Holt Uncensored

Holt Uncensored

 

Member Area

  #264
by Pat Holt

Friday, September 14, 2001

 





THE PRESS UNDER SCRUTINY: ACCEPTED VS. CRITICAL COMMENTARY

-------

THE PRESS UNDER SCRUTINY: ACCEPTED VS. CRITICAL COMMENTARY

Despite the spreading sense of powerlessness that has struck many Americans, there IS something we can do in response to Tuesday's catastrophe.

Considering the way journalism now works in America, we can expect something more from the mainstream media than what we got during the O.J. Simpson trial, the South Central L.A. riots, the Monica Lewinsky scandal, the death of Princess Diana, the World Trade Center bombing and other huge stories of recent years.

As the Bush Jr. administration asks Congress for $20 billion and a blank check to go to war, instead of allowing the news media to issue reports from Washington without question, we can seek critical commentary and open debate - if not in the mainstream, then somewhere else.

For example:

* When government officials announced that the United States has "got to eradicate the very idea of training camps for terrorists," it was nice to be reminded early on, thanks to independent journalist Michael Moore ("Roger and Me") at http://www.alternet.org, that our very own CIA runs terrorism camps throughout the world and was responsible for the training of the prime suspect, Osama Bin Laden, during the war in Afghanistan against the Soviet Union (he was 22).

This kind of irony seemed lost on the mainstream media in what seemed to be an attempt, as in the Gulf War, to get on the bandwagon and support the President.

Even Christiana Amanpour skimmed over the fact that bin Laden was CIA-trained in her report on CNN. NPR did air a critical commentary about it with the BBC, but the context of the discussion was the superficiality of American journalism and the reasons why facts like these don't get reported.

* News anchors and political "experts" kept saying Tuesday's attacks were the result of "a massive failure of U.S. intelligence." But the point they missed was that we didn't need spies to tell us what bin Laden was planning. He had announced it several times.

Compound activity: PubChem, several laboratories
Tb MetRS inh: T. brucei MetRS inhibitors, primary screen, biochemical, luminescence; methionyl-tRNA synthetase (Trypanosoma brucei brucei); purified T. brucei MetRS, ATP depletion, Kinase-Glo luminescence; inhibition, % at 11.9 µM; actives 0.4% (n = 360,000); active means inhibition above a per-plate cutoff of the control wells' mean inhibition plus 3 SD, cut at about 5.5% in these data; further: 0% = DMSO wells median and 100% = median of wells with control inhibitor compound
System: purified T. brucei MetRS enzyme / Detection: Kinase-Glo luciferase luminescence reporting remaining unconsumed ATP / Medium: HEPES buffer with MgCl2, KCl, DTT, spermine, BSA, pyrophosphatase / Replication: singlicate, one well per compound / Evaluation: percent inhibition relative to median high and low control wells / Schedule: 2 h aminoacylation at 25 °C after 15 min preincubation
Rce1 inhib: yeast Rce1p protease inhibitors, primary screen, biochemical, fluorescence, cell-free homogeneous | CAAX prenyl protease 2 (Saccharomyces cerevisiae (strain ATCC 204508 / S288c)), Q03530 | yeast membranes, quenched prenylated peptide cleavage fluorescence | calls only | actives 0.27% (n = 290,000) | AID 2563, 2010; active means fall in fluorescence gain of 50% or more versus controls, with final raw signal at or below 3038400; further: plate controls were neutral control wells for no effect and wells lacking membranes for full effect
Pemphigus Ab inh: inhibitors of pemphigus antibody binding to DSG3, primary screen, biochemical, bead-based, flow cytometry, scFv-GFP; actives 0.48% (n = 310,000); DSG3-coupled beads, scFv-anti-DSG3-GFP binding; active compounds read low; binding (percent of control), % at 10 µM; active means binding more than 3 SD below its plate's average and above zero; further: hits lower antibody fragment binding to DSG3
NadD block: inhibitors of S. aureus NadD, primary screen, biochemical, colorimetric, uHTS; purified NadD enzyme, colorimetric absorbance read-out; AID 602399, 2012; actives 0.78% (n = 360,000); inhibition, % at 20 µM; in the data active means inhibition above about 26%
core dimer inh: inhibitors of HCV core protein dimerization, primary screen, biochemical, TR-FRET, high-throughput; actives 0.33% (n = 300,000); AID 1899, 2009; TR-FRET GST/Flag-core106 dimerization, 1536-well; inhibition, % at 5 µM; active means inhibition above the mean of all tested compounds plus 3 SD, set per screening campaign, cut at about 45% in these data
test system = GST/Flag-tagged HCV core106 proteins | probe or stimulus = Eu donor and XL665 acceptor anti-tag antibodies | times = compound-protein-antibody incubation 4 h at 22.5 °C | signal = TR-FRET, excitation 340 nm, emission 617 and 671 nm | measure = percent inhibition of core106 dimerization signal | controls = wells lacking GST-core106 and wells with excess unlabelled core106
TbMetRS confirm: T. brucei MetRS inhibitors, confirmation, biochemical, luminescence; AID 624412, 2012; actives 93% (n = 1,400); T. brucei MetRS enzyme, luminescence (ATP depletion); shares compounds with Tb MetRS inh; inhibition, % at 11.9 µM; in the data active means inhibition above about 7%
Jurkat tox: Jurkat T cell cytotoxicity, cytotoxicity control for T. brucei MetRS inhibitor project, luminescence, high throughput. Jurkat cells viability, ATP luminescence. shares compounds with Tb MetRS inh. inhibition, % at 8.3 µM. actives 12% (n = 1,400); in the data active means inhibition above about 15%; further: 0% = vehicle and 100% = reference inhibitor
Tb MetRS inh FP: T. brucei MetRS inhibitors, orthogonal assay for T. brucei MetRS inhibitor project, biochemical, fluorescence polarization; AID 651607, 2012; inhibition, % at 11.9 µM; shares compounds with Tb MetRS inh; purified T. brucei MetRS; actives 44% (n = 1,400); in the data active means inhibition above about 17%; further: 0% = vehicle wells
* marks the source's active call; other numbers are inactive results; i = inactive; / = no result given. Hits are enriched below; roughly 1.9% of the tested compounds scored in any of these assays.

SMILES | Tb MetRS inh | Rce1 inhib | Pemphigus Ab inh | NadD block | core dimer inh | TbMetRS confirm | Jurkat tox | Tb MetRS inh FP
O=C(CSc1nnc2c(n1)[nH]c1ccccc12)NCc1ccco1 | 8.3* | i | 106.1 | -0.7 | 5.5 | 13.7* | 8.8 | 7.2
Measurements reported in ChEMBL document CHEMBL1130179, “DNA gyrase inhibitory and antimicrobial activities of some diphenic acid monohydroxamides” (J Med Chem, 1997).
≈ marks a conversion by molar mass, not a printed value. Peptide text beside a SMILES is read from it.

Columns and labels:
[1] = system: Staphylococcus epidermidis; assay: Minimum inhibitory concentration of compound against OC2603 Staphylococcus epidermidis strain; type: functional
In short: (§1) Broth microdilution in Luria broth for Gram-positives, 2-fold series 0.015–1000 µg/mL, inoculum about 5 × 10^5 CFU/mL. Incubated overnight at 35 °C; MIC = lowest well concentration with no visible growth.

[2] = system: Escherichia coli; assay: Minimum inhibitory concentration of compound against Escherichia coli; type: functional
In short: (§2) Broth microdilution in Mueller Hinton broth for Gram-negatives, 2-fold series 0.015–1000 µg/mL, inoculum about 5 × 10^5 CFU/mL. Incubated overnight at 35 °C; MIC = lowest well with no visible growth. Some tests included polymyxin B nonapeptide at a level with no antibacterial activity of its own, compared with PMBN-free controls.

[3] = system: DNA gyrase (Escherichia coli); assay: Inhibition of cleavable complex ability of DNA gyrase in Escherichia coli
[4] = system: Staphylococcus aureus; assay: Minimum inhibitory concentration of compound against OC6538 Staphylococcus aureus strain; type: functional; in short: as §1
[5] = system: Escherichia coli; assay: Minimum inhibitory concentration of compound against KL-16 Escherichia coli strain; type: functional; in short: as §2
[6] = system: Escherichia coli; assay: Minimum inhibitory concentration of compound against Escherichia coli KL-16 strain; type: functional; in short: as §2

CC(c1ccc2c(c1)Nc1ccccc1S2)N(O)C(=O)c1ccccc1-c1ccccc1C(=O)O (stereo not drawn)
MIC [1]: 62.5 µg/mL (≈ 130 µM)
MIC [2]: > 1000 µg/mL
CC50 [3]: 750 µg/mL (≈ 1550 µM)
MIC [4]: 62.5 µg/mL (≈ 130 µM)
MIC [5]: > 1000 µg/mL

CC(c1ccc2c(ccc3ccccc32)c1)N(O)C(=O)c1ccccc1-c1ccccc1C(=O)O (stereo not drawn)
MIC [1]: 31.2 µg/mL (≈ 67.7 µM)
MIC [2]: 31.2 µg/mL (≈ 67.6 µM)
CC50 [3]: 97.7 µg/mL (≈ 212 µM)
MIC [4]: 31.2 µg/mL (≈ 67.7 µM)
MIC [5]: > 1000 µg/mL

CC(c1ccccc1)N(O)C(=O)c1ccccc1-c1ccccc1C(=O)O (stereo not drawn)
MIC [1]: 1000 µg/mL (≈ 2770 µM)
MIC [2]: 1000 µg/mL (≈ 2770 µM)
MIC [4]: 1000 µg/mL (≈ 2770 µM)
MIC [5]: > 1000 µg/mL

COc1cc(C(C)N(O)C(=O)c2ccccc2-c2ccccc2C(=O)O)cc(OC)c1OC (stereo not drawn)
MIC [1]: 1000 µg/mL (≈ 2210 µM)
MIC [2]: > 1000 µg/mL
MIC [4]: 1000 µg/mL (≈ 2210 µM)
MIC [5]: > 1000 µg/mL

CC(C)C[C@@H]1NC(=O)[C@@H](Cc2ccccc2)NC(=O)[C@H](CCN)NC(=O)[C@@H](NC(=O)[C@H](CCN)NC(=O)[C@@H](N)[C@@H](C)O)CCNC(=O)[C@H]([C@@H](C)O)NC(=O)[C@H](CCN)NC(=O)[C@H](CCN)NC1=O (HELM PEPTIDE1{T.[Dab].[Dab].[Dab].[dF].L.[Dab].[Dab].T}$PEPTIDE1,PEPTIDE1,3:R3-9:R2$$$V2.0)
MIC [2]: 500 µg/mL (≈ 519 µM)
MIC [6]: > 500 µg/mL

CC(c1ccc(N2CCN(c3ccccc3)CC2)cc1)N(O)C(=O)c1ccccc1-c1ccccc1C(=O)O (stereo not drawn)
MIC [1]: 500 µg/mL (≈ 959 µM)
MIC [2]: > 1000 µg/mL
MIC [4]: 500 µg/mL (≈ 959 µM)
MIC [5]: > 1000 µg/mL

In "Did We See It Coming?" Alexander Cockburn at Creators Syndicate (writing for http://www.workingforchange.com ) reveals that only three weeks ago, bin Laden told the editor of the London-based al-Quds al-Arabi newspaper that he planned "very, very big attacks against American interests."

Cockburn writes, "Here is bin Laden, probably the most notorious Islamic foe of America on the planet, originally trained by the CIA, planner of other successful attacks on US installations such as the embassies in East Africa, carrying a $5 million FBI bounty on his head proclaiming the imminence of another assault, and US intelligence was impotent."

When, finally, ABC showed videos in which Osama bin Laden made similar threats, Ted Koppel and a commentator talked about bin Laden's penchant for "predicting" terrorist attacks, but never asked why the United States government didn't act on this information.

Why didn't they? To Cockburn this kind of "blindness" was typical "of almost all Tuesday's mainstream political commentary." Newscasters and the experts they called in jumped on the Osama bin Laden bandwagon and were "incapable of explaining with any depth" the other possibilities (Palestinian, Iraqi) that should have been explored early on.

* Let's say the government had reason NOT to believe Osama bin Laden's threats. That means journalists were right to believe that the United States was "taken completely by surprise," yes? No, says Ariana Huffington at http://overthrowthegov.com.